Friday, October 22, 2004
No abortions, no penalties—so what's the problem?
Last Monday Mel Martinez reluctantly joined Democrat Betty Castor in a debate moderated by Tim Russert. Here's Martinez—parsing his way through a series of questions on abortion.
RUSSERT: Mr. Martinez, you said you would be in favor of banning all abortions, even in case of rape or incest. Who would be prosecuted for an abortion if it broke the law?But how about women who choose to have an abortion?
MARTINEZ: I wouldn't look forward to that opportunity.
My hope is that we can convince Americans that we need to encourage a culture of life.
The fact that too many women are driven into abortion by husband, a spouse, a boyfriend, sometimes a parent. And those people need to have our compassion and our help as well.
The bottom line is I don't plan on prosecuting anyone.
When I go to the United States Senate, I'm going to be confirming judges who will go to the courts and the courts will deal with this issue.
This is not up for a vote by the United States Senate.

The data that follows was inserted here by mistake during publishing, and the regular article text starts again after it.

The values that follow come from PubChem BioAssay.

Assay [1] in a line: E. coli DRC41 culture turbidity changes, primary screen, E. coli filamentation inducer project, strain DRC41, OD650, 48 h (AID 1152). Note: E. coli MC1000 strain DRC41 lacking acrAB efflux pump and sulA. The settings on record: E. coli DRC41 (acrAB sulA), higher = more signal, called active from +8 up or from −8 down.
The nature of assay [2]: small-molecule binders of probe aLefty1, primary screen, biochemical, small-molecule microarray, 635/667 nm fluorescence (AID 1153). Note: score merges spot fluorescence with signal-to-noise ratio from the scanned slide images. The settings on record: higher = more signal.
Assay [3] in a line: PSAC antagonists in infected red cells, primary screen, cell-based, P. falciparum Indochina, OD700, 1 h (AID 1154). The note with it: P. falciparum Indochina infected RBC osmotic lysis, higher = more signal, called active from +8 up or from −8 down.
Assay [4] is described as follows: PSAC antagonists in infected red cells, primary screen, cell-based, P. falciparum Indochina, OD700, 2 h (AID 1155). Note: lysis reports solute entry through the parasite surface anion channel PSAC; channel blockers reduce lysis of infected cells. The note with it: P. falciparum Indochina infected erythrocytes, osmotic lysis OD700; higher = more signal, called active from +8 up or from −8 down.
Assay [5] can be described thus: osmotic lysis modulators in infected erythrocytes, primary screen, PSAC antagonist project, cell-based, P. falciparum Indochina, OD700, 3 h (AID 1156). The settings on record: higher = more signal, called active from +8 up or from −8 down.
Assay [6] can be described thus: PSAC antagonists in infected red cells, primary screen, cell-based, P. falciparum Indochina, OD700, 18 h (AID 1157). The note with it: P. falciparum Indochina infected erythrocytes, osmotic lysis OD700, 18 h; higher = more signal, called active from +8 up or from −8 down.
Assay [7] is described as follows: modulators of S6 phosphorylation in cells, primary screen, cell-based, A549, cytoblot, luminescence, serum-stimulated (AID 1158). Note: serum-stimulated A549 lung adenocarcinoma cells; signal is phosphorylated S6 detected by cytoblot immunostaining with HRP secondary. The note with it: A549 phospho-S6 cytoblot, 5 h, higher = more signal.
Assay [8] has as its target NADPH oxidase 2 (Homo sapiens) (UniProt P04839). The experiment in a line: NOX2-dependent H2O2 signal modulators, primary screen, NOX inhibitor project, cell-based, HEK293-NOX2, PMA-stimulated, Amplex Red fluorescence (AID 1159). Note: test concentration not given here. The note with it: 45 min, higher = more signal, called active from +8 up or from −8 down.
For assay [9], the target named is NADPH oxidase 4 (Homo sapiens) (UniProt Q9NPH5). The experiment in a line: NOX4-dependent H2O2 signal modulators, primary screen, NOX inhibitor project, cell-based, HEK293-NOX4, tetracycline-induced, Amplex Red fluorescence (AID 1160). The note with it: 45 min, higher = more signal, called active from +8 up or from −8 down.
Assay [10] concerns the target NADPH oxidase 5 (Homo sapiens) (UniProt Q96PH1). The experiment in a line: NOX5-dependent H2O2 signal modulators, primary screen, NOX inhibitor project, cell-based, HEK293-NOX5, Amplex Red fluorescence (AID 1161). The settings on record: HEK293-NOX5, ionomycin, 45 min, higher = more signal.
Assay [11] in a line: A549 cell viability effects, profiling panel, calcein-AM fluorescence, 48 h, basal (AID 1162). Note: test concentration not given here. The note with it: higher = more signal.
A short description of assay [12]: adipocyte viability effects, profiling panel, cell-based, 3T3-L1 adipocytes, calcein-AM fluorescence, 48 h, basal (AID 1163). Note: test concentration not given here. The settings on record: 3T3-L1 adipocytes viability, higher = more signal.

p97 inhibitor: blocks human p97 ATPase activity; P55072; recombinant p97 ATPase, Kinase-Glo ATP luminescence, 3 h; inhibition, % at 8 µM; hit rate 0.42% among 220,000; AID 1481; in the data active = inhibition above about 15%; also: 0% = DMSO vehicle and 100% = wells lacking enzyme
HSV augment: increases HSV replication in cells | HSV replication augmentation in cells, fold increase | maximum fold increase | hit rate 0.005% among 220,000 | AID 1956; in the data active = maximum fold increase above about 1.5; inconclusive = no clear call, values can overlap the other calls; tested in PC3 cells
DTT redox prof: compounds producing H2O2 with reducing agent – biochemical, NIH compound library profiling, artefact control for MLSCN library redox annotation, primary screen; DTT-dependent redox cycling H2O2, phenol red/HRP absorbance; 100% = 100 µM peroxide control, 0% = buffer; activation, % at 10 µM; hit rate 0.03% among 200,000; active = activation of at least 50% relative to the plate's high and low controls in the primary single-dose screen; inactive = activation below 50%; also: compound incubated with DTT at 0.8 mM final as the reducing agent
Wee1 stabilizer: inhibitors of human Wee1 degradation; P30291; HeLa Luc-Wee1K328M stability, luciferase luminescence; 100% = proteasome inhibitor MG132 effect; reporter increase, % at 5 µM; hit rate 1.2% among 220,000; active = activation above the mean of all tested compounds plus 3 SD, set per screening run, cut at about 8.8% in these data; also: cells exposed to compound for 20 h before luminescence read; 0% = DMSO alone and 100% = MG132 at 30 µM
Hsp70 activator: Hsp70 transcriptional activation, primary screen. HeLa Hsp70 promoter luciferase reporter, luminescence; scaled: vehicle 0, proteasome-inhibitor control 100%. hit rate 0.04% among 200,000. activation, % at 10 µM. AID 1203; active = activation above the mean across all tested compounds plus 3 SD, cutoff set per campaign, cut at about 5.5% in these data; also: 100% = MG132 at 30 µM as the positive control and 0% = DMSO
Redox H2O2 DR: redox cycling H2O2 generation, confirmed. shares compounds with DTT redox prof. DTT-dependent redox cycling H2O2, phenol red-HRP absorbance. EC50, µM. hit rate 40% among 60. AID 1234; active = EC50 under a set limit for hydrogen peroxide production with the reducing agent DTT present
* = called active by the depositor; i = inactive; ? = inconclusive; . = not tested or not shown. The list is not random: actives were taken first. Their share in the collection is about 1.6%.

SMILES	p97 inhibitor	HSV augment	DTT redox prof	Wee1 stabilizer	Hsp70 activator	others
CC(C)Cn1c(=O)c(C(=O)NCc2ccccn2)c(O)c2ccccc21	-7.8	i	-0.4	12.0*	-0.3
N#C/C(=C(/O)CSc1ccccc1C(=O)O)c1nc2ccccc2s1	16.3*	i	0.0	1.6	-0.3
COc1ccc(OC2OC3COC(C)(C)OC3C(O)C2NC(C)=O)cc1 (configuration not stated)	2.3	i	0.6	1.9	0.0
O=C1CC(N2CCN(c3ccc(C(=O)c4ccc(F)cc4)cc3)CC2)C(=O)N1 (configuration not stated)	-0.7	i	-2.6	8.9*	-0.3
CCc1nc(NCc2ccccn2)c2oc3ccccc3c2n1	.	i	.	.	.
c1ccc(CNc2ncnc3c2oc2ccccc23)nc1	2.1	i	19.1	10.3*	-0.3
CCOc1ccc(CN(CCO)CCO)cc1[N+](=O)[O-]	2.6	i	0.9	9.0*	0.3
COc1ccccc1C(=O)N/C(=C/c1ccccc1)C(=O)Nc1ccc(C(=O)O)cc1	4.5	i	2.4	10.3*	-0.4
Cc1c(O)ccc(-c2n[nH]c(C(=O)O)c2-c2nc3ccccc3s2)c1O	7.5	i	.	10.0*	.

RUSSERT: If all abortion was banned and constitutional amendment to end all abortion was passed would a doctor, would a woman be persecuted [sic]?
MARTINEZ: No, Tim. I would never want to see people prosecuted.
RUSSERT: So why would they obey the law?
MARTINEZ: I think what we need to do is educate people and encourage a culture of life in this country.
I don't foresee -- what we need to do is minimize the number of abortions.
We need to end the heinous practice of late-term abortion.
We need to end or allow parents to have a say in their children's decisions on something as fundamental and important as that.
We're far from prosecuting people in this country over that issue.
Martinez has come up with the most sensible compromise ever—make abortion illegal but withhold the penalties.
We've already taken that approach in the matter of theft by large corporations, and the results have been astonishing. But I do worry about those activist judges who will be left to "deal with this issue."